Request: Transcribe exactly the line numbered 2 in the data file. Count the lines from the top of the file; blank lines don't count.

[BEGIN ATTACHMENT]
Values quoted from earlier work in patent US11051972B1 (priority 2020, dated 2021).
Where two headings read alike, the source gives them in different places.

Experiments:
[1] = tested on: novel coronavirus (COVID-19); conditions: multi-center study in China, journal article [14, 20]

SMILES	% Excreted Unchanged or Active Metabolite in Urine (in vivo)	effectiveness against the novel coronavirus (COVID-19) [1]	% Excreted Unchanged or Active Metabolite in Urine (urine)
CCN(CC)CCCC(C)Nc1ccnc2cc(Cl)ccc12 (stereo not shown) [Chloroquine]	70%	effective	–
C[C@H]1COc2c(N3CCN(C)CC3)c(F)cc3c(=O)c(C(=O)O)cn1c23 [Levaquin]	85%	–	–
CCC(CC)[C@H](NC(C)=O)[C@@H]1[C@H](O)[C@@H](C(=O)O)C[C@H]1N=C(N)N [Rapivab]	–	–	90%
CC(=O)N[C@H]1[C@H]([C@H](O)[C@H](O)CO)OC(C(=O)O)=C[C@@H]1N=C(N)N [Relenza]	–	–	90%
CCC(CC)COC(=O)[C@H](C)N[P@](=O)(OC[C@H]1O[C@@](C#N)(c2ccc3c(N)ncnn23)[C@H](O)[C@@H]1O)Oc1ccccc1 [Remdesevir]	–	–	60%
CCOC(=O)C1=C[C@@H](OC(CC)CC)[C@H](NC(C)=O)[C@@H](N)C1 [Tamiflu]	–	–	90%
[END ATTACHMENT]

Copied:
Where two headings read alike, the source gives them in different places.